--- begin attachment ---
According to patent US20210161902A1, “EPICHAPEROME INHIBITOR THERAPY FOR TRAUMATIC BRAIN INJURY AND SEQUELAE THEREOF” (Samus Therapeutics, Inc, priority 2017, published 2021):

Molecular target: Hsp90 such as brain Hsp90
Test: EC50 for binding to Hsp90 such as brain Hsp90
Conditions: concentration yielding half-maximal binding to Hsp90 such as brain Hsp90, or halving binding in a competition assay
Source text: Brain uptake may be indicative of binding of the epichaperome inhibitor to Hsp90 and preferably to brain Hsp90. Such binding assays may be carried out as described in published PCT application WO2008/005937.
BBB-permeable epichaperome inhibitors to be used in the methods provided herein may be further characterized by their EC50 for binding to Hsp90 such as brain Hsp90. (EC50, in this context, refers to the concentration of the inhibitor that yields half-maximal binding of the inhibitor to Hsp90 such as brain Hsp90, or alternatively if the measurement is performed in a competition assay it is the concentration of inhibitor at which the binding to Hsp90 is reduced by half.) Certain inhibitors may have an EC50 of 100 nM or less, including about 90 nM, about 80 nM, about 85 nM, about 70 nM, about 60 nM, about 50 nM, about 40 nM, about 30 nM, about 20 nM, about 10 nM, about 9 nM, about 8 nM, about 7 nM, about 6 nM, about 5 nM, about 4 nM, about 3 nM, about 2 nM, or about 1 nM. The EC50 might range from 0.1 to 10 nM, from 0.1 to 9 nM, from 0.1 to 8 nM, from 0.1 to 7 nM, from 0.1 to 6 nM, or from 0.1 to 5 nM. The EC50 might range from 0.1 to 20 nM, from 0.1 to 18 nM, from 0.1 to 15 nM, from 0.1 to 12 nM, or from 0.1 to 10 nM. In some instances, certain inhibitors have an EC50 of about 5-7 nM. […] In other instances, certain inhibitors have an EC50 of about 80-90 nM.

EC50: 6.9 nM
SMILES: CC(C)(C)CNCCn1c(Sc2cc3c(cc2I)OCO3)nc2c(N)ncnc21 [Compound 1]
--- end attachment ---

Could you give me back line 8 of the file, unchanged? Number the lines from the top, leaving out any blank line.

SMILES: CC(C)(C)CNCCn1c(Sc2cc3c(cc2I)OCO3)nc2c(N)ncnc21 [Compound 1]